Signs of narcissism

Three months of calls and emails later, the latest (angry) message arrived in my inbox recently. But this time, I was furious. Time to end this, once and for all. I sent a sixth email restating that my family and my work come first. I wished him well.

I don’t know if he’s done, but I am. And I’m relearning a tough lesson: the destructive nature of the narcissistic relationship.

Would the situation have been different if he were paying me as a consultant, ghostwriter, and editor? It’s a moot point. He wasn’t paying me. Did I make things worse by going for a “use it or lose it” approach?

If he hadn’t taken advantage, it would’ve been fine. Exploitation is a classic sign of narcissism, and attempts at exploitation is exactly how it played out. And I have no intention of being sucked into a long-term give-away of time and experience that clients pay me for. He abused my generosity, acted out at my push back, and then tried to make me feel guilty.

Professionally speaking

In our economy of unemployed and underemployed achievers consider this:

  • Many give away services to get a foot in the door. Be careful. You may slip your foot into a sticky situation, with nothing to show for it except aggravation.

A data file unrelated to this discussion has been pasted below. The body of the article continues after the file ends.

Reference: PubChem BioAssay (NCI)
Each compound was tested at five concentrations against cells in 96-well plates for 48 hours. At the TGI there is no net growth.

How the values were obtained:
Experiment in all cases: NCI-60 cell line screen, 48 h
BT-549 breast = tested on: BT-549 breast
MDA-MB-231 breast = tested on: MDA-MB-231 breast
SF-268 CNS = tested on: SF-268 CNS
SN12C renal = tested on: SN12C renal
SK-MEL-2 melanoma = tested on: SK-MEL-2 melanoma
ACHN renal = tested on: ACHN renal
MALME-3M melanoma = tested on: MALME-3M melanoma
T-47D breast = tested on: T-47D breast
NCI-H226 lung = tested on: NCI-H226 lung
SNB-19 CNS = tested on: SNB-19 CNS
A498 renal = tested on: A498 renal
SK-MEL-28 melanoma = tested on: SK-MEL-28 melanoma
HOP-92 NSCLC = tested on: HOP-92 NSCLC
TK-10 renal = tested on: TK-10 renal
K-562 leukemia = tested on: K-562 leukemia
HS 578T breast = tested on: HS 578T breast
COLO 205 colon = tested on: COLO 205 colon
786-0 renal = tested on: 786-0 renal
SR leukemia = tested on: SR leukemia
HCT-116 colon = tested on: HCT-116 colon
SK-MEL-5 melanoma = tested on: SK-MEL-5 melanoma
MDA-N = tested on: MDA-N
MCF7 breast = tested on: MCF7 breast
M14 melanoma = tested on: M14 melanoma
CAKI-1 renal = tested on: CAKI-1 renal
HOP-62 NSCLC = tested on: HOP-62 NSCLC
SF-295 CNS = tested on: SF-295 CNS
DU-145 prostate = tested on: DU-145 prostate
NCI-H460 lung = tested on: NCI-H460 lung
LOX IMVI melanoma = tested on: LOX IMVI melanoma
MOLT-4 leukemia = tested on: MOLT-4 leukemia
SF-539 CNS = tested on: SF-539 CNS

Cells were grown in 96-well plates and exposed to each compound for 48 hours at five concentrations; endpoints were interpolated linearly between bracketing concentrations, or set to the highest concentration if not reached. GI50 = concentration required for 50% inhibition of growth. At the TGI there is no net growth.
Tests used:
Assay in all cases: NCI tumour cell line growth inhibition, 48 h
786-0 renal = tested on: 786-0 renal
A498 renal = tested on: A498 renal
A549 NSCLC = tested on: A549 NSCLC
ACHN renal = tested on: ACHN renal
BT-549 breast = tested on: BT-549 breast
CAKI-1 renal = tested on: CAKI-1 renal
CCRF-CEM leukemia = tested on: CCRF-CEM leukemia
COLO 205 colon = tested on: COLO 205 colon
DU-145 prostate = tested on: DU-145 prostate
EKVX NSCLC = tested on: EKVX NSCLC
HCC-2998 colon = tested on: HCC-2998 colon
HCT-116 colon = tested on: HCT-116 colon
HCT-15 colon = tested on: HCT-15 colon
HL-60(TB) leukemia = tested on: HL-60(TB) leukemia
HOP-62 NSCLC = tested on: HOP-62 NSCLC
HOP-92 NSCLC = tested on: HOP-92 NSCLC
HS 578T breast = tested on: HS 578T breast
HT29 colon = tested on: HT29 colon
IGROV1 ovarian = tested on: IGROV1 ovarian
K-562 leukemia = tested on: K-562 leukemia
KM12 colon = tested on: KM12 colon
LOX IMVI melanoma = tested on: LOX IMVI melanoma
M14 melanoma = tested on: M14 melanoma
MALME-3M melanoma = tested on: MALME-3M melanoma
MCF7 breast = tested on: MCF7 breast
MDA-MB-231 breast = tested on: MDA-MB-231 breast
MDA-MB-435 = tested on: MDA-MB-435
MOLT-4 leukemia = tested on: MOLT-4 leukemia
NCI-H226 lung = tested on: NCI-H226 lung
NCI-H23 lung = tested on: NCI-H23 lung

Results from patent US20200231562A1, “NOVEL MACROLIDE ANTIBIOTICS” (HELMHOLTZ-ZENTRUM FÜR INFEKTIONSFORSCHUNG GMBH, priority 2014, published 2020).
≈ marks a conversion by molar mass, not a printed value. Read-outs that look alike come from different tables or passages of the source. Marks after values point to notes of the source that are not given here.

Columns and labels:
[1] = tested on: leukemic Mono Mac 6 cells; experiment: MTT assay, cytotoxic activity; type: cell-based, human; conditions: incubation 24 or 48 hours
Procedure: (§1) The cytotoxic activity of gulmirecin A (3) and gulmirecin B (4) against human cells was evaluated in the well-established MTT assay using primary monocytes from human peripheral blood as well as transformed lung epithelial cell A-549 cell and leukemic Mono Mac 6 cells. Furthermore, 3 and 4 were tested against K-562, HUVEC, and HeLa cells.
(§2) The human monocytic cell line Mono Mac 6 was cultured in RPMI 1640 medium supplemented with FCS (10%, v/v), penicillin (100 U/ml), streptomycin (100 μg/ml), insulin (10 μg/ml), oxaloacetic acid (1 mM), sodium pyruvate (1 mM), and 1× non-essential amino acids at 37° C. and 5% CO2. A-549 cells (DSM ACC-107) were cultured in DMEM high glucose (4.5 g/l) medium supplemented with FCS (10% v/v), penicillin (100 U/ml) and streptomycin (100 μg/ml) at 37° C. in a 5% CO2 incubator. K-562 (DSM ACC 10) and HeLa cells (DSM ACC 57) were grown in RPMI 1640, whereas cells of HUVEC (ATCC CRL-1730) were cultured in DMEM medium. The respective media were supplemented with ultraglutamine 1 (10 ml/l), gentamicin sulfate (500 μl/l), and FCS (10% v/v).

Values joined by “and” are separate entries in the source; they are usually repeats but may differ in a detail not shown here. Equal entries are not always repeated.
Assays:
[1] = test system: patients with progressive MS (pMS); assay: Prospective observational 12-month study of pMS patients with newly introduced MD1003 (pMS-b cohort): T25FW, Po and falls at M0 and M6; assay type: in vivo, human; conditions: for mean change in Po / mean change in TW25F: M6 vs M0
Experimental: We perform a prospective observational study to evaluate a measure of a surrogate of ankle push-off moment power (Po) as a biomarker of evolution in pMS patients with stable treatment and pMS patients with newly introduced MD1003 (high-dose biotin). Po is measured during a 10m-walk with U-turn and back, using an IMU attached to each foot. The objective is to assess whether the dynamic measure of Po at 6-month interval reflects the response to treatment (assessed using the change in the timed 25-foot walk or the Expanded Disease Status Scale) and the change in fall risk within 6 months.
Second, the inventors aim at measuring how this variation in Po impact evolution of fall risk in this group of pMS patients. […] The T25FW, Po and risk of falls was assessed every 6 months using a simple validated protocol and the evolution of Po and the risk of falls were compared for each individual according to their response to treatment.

• Services provided for exchange is a different story, offering a respectful solution for all involved.
  • “Use it or lose it” makes sense, but only if applied smartly. In the boardroom or the bedroom, exercise due diligence. A destructive relationship is a bad relationship, period.

Personally speaking

Is there a narcissism epidemic in this country? Sometimes I think so, especially after many years of being in the dating pool again. Personally, I’ve lived my share of draining relationships, and I thought I’d learned to steer clear. In this case, I was seduced by my own desire to feel needed and use my experience.

Statistics on narcissism in marriage and divorce appear frequently in the press; narcissistic relationships are on the rise. They often involve a charismatic man, and a woman’s slow dissolve into his world at the expense of her own.

This same dynamic occurs in business, often on a grand scale; consider the massive financial frauds that have come to light in the past few years, and the larger-than-life egos, magnetic personalities, and trusting “innocents” that are part of the story.

Pay attention to signs of narcissism in your personal relationships.

The narcissistic tool kit

So what do you do?

Every taker isn’t a narcissist any more than every giver is Mother Theresa. But narcissism disguises itself in many forms, and some of us are more susceptible. We need to watch for warning signs, including:

  • Emotional manipulation
  • Overblown sense of self-importance
  • Overestimation of talents or contribution
  • Growing need for attention
  • Disregard for the other
  • Excessive anger.

To make matters more complicated, the “use it or lose it” approach can be problematic. It’s like settling for what you can get rather than what you want. I settled for giving away skills to feel competent; I ended up feeling used.

As for my non-client client, I imagine he’ll find someone else to help. Meanwhile, I’m reminded how to recognize a narcissistic relationship. And to get out from under, as quickly as possible!